For example, the video titled “Architectures’ New Wave” circulated in the architecture enthusiasts scene. Another video about tea was viewed among the fans and lovers of tea. The one about a boutique hotel was widely shared among hotel industry.
The reason for this was that not only were the videos highly produced, the protagonists in each video were all individuals who were doing very interesting work in a particular industry. Xu’s decades of editorials work showed its strength in the effective sourcing of these stories.
What became clear was that most of China’s top sites aimed for the mass public audience. Audiences who preferred editorial and highly produced content, although perhaps only 10 percent of the population, were always overlooked. But given the scale of China, that audience alone could be in the tens, if not hundreds of millions.
Mobile Video Growth
Yitiao grew to 6 million followers in seven months. In three years, China’s mobile video audience as a whole would grow from 56 million to 353 million.
This ability to pinpoint social, economic, and population trends before they hit mainstream was what had led to the pivot at The Bund nine years earlier. And it seemed that Xu managed to pull off the same transformation once again. His former colleague Dai Guo Feng noted, “In terms of positioning and taste, there is none other like Xu in China.”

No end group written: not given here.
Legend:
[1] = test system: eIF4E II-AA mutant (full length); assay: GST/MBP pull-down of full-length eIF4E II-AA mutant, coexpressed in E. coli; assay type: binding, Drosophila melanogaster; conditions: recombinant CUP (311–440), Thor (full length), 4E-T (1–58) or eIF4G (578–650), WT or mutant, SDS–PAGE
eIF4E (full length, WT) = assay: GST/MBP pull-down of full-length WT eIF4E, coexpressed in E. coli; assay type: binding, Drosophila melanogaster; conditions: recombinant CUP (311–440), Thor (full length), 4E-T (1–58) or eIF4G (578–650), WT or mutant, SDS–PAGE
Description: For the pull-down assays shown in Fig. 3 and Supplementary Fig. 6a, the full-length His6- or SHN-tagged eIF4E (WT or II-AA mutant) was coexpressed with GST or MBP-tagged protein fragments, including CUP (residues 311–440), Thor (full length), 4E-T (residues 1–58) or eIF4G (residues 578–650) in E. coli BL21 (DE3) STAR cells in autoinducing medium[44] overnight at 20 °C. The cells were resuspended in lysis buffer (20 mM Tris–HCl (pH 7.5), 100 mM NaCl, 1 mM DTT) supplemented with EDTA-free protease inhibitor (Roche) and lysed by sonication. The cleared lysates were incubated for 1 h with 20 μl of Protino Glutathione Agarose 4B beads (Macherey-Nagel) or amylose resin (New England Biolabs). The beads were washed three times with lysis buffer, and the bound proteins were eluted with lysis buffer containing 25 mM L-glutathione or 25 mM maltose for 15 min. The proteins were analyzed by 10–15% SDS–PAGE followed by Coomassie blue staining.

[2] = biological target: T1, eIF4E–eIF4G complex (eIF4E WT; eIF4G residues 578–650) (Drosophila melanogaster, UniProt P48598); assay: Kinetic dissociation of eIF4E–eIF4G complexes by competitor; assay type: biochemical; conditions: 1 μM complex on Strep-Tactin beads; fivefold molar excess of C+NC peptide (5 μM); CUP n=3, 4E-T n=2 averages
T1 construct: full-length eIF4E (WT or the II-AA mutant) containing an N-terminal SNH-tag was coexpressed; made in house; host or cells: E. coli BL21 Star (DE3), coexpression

How to Retain Followers
To retain followers, the videos’ quality and release schedule both needed to be maintained. Xu thought that the best way to do that was to codify the production process.
They key is to make the sourcing of story, shooting, editing, and distributing of content repeatable and efficient. The team analyzed its previous work and iterated on a template.
The level of detail that ended up in the final template was extremely meticulous. For example, for cinematography alone, the number of long, tracking, panning, and dolly shots were spelled out.
For narration, a 950-word template was created to establish a logical order of storytelling. It could be used to tell any story in no more than 10 points. In terms of timing, every minute and half, as the audience got bored, a new thread of points were revealed to refresh viewer attention. Another example was to show the most interesting footage at the beginning, because if the first 5–10 seconds weren’t interesting, many viewers would churn immediately.